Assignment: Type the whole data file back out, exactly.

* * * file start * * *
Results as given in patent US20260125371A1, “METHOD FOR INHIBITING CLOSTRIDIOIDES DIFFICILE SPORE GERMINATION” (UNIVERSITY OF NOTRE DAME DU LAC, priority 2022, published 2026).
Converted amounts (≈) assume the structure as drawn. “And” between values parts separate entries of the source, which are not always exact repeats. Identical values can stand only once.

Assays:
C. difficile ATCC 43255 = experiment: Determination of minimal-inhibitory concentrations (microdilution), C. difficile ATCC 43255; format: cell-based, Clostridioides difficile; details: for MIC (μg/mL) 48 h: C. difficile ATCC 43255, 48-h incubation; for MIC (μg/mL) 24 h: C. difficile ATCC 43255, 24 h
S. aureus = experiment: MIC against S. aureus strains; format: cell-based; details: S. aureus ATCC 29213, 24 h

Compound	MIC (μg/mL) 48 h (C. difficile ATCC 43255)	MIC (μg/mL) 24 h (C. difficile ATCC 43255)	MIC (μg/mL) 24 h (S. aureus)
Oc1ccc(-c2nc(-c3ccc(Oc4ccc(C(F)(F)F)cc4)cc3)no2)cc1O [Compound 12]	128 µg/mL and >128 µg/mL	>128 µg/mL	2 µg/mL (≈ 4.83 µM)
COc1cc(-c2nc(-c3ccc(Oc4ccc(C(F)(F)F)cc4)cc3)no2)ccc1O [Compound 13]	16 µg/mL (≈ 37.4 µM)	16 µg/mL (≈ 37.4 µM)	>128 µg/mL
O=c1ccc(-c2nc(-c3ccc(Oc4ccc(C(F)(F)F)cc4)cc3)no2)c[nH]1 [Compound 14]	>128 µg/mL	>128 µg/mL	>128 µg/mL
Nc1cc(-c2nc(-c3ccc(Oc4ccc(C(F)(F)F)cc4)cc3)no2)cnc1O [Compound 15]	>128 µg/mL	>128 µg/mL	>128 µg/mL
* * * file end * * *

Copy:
Results as given in patent US20260125371A1, “METHOD FOR INHIBITING CLOSTRIDIOIDES DIFFICILE SPORE GERMINATION” (UNIVERSITY OF NOTRE DAME DU LAC, priority 2022, published 2026).
Converted amounts (≈) assume the structure as drawn. “And” between values parts separate entries of the source, which are not always exact repeats. Identical values can stand only once.

Assays:
C. difficile ATCC 43255 = experiment: Determination of minimal-inhibitory concentrations (microdilution), C. difficile ATCC 43255; format: cell-based, Clostridioides difficile; details: for MIC (μg/mL) 48 h: C. difficile ATCC 43255, 48-h incubation; for MIC (μg/mL) 24 h: C. difficile ATCC 43255, 24 h
S. aureus = experiment: MIC against S. aureus strains; format: cell-based; details: S. aureus ATCC 29213, 24 h

Compound	MIC (μg/mL) 48 h (C. difficile ATCC 43255)	MIC (μg/mL) 24 h (C. difficile ATCC 43255)	MIC (μg/mL) 24 h (S. aureus)
Oc1ccc(-c2nc(-c3ccc(Oc4ccc(C(F)(F)F)cc4)cc3)no2)cc1O [Compound 12]	128 µg/mL and >128 µg/mL	>128 µg/mL	2 µg/mL (≈ 4.83 µM)
COc1cc(-c2nc(-c3ccc(Oc4ccc(C(F)(F)F)cc4)cc3)no2)ccc1O [Compound 13]	16 µg/mL (≈ 37.4 µM)	16 µg/mL (≈ 37.4 µM)	>128 µg/mL
O=c1ccc(-c2nc(-c3ccc(Oc4ccc(C(F)(F)F)cc4)cc3)no2)c[nH]1 [Compound 14]	>128 µg/mL	>128 µg/mL	>128 µg/mL
Nc1cc(-c2nc(-c3ccc(Oc4ccc(C(F)(F)F)cc4)cc3)no2)cnc1O [Compound 15]	>128 µg/mL	>128 µg/mL	>128 µg/mL